Efficacy Study of T Cell Vaccination in HIV Infection

The safety and scientific validity of this study is the responsibility of the study sponsor and investigators. Listing a study does not mean it has been evaluated by the U.S. Federal Government. Read our disclaimer for details. Identifier: NCT00407836
Recruitment Status : Completed
First Posted : December 5, 2006
Last Update Posted : December 2, 2009
Information provided by:
Soroka University Medical Center

Brief Summary:
The hallmark of HIV infection and AIDS is the continuous attrition of CD4 T cells. One of the mechanisms that may account for the CD4 attrition , is autoimmunity against the CD4 T cells, caused by autologous immune cells. Vaccination against autoimmune reactive T cells has been successfully tried in animal models of autoimmune diseases and is now being tried in patients with Multiple Sclerosis. The purpose of the present study is to test this hypothesis in HIV infection. We will vaccinate HIV infected patients in whom specific autoimmune reactivity against CD4 is present , with their own CD4 reactive T cells. Following that, we shall study the patients and find out if the T cell vaccination caused a rise in CD4 T cell levels, and whether it influenced HIV viral load, as well as HIV and CD4 specific immunity.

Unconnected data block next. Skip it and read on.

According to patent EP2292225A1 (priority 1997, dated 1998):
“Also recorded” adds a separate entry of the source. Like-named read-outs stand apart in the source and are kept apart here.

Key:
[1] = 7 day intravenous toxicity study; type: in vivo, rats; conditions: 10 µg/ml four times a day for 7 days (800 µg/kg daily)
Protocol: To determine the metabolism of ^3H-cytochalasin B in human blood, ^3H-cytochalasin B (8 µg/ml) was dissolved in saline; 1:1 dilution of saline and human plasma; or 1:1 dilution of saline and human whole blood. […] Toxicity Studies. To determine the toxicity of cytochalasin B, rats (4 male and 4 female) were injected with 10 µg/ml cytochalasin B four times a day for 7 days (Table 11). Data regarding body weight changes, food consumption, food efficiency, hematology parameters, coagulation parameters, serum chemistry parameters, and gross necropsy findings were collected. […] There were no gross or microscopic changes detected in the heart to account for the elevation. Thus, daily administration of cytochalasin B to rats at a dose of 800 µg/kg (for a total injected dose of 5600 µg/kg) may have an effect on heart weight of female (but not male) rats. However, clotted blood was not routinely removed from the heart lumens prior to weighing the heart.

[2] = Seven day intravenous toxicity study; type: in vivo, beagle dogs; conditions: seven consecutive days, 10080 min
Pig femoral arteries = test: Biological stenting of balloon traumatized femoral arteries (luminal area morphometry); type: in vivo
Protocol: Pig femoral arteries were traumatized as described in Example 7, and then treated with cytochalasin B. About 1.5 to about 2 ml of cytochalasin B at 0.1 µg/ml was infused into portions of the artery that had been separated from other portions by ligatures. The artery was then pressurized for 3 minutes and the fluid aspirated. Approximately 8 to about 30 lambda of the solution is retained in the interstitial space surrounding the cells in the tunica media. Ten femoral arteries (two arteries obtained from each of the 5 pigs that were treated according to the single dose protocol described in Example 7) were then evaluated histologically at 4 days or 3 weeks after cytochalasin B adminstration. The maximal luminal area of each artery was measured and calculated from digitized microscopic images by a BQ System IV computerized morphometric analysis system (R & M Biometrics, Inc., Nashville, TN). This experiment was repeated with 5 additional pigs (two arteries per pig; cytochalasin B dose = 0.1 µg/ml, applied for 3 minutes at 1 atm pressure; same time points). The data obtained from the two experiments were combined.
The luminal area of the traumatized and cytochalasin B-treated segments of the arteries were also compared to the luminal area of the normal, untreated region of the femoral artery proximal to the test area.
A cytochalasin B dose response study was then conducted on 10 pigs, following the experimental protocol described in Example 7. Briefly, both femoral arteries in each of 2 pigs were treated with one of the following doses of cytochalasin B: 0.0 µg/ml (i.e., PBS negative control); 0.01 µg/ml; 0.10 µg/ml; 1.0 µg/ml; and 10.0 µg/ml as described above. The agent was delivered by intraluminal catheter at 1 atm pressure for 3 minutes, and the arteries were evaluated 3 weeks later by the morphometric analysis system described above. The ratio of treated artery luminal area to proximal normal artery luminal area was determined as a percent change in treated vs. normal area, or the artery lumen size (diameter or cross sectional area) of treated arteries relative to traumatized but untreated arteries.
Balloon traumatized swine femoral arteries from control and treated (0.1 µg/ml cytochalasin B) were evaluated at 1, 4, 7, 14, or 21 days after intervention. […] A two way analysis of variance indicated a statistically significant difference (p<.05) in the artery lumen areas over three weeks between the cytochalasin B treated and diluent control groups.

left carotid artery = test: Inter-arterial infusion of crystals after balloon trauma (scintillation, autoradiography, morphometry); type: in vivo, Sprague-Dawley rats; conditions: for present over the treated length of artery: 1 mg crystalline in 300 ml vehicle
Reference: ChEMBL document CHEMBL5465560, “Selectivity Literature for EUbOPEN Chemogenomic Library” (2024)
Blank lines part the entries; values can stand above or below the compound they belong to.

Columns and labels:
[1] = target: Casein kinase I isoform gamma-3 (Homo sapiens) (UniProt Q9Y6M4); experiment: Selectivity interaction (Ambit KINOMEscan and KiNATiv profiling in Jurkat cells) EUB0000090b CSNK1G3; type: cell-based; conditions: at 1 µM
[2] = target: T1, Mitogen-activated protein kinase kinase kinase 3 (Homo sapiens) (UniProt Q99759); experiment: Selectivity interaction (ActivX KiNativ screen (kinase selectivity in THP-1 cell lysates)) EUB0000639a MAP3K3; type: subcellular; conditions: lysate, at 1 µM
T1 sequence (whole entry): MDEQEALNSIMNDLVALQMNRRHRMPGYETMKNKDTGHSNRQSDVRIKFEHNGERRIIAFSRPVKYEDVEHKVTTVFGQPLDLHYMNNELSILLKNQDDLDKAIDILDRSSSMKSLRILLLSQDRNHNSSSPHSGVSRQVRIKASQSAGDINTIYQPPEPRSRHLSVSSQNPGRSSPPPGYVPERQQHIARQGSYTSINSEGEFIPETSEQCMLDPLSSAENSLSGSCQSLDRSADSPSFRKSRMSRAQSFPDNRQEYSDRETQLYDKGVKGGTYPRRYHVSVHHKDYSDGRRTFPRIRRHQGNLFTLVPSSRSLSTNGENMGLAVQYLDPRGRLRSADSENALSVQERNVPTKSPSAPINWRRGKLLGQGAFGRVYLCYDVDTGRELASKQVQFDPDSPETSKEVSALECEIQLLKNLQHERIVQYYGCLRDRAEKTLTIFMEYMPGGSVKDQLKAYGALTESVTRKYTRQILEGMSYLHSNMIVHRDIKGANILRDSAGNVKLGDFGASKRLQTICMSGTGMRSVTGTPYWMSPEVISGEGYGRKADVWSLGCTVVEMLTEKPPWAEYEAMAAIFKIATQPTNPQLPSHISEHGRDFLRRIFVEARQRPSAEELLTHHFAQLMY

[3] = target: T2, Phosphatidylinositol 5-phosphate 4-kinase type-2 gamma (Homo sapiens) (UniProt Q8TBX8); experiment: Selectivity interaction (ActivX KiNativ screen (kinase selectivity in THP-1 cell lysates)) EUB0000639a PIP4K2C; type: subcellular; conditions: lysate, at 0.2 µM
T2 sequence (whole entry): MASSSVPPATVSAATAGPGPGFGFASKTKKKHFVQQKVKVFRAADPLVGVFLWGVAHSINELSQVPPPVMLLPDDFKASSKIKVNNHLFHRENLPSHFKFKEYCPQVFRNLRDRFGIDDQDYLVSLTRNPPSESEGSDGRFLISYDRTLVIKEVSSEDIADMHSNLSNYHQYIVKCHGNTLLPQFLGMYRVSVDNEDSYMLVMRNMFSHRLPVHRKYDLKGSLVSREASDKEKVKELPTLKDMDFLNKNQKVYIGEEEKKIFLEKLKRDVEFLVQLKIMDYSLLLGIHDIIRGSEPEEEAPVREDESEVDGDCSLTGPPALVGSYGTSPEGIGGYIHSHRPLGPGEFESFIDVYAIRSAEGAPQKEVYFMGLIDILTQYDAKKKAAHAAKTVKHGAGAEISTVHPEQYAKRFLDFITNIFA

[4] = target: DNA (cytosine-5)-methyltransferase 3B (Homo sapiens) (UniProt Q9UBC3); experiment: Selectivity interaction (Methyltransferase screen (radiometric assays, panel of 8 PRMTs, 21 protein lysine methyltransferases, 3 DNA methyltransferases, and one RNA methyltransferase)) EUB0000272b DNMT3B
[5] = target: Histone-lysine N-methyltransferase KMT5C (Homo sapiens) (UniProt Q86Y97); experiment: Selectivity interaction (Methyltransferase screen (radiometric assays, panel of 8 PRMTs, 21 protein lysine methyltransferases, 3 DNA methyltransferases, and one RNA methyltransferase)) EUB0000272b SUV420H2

Condition or disease Intervention/treatment Phase
HIV Infections Biological: T cell vaccination Phase 2

Detailed Description:
The study will be based on forty HIV infected patients, receiving anti retroviral treatment (HAART), with CD4 levels between 150-350 and HIV plasma viral load < 5000, for at least 12 months and despite continuous anti-retroviral treatment. The patients will be randomly divided into two groups, one that will get the T cell vaccination, and the other that will serve as controls. The T cell vaccine will be prepared from autologous T cells that responded by specific proliferation to recombinant CD4, further expanded in vitro by IL-2, and then fixed by glutaraldehyde. Each vaccine portion will consist of 10,000 such cells suspended in saline and given subcutaneously every three months during the first year of the trial. The outcome measures will be CD4 levels, specific immunity to HIV antigens, immune activation profile and HIV plasma viral loads, determined sequentially during the 24 months of the trial. These outcome measures will be compared between the experimental and the control groups, to determine if this mode of treatment is effective in influencing CD4 levels as an additional mode of treatment during HIV infection.